It is not happenstance that this feels like an allegory for what is going on in our worlds (and surely has been, in differing forms, since the dawn of humanity). We are always trying to navigate what it means and entails to have both personal and social sets of information: political, theoretical, aesthetic, emotional. The jazz aesthetic creates space for these ideas to be explored in both personal and social (or intra and interpersonal) ways, together. Beyond that, it does so largely through a tool that we can all access; rhythm. Sidestepping the numerous times you’ve heard anyone say “I have no rhythm,” it is known that all humans have access to musical and rhythmic embodiment as a way to relate to themselves and others (ask revered Biomusicologist John Bispham: he’ll tell you).
It pretty much goes without saying (yet it seems I’ll say it anyway) that Dorrance and her company of dancers have rhythm in spades, and they share it in a way that it opens the audience up to their experiences rather than wowing them into a corner, leaving them with no feelings other than “I could never do that!” Those who question virtuosity as the ONLY goal would agree that this is not the most effective way to encourage people to think and feel on their own terms when viewing art. Dorrance had a big audience at the Northrop on Thursday, November 19th. As mentioned, as a creator, performer, viewer and all-around supporter of dance and music interacting with the jazz continuum or what I often call the ‘American vernacular,’ it was satisfying to see so many people enjoying themselves.
Scratch that. They didn’t just enjoy it. They LOVED it. I assume this due to the large volume of wild cheers. No, I do not buy into the idea that art is only good if the audience cheers. In fact, as someone who really enjoys creating concert dance spaces in which people feel permission to whoop, holler and vocally express the joy they feel from experiencing rhythm-driven dance, the way it happened grated on me a little last night. The cheers often came immediately following feats easily deemed virtuosic (flips over heads, jumps over legs, long and complicated and quick rhythms). It is easy to see virtuosity as a direct line to worthiness or quality when that viewpoint is what is framed over and over on dance television shows. Flips and jumps and gymnastics become correlated with quality in these scenarios because they are easy to process. It is easy to process “Wow! I could never do that!” It requires a lot more though to process the raw emotion and individual aesthetic approaches consistently present in truly excellent work in tap, jazz and other dance forms related to the jazz continuum.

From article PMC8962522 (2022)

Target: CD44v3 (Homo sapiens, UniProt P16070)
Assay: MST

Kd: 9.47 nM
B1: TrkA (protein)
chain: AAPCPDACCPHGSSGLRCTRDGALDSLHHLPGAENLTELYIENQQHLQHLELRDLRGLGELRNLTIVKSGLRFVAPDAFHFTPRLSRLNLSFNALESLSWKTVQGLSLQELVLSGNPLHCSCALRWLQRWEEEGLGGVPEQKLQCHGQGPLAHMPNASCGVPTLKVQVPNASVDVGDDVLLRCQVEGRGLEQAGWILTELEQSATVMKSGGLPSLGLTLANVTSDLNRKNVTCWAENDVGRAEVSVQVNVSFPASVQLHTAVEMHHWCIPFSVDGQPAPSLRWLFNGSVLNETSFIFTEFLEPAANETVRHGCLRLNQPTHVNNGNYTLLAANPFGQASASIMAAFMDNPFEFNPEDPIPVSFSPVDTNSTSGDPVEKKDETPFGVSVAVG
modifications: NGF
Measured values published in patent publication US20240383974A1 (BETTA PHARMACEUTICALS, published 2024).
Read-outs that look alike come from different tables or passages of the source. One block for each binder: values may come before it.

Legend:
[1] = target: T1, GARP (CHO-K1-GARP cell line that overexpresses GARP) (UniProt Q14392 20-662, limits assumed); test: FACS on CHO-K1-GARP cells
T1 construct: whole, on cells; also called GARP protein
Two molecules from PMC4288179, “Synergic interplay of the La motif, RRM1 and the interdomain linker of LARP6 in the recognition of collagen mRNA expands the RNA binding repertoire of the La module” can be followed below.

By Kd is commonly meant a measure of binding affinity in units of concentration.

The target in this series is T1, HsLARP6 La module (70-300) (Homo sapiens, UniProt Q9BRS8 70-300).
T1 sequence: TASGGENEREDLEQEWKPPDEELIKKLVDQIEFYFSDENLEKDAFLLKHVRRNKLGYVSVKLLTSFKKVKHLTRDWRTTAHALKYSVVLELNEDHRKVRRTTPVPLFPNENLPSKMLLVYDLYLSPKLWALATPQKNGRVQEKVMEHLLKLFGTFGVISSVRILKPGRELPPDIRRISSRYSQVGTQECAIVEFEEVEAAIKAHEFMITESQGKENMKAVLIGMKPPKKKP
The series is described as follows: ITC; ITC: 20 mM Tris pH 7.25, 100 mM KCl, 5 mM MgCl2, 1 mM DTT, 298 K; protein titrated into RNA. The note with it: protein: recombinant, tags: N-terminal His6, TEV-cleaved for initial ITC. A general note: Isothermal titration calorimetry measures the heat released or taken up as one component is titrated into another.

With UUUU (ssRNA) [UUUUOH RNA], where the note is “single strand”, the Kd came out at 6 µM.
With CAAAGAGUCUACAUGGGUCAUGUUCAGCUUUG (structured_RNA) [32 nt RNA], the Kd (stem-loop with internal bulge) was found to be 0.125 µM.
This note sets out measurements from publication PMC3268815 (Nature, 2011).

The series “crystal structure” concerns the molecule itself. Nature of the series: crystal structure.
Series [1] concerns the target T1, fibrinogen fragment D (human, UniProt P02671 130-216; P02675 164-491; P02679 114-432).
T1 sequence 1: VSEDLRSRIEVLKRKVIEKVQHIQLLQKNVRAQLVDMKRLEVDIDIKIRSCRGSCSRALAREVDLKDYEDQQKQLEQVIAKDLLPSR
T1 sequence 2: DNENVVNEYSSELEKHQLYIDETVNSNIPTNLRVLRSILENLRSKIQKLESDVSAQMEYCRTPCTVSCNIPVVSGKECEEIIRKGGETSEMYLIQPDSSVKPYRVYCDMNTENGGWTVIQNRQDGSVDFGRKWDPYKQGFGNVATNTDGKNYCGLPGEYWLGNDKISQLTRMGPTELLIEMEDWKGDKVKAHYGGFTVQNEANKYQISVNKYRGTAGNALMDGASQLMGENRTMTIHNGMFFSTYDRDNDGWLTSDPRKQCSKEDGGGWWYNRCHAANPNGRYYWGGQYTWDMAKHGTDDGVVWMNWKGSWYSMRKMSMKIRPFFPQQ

Unfortunately, because the tap and jazz of brilliant choreographers and dancers like Michelle Dorrance and Derrick K. Grant often shares quite a bit of physical resemblance to the tap and jazz that show up on dance television shows and other forms of dance related entertainment media, we often allow correlation to equal causation. Give this, concert dance-savvy viewers often empty concert dance work in tap and jazz of its genuine and impactful content befor they even consider it. Yet, these people were in the audience. Season ticket holders from all walks of life were in the audience. People who share my viewpoints on jazz and tap dance were also in the audience. We all had differing reasons for being there (from ‘it’s on the Northrop season, so I’ll go’ to ‘it’s in my season ticket package, so I’ll go’ to ‘I LOVE and understand the value of tap, so I’ll go!’), yet we were all there. And in between the whoops and hollers for virtuosic feats, there were also many moments where we all sat, still and together, quietly working through the complex experiences of humanity that we were invited to share.
This makes me know there is hope for tap and jazz dance on the concert stage. Michelle Dorrance, THANK YOU for working to break down these ideological barriers to allow space for the inherent values within tap and jazz dance to be seen and appreciated. You are a true example of Andrew Simonet’s assertion that we artists must let go of competitiveness in favor of belief in the mantra that “the success of other artists is good for me.” You are carving out space for us tap and jazzers. I will happily be someone who works, in the wake of the incredible impact of “The Blues Project” being shown here in the Twin Cities of Minnesota, to keep building on this momentum right here in my own community. Thank You!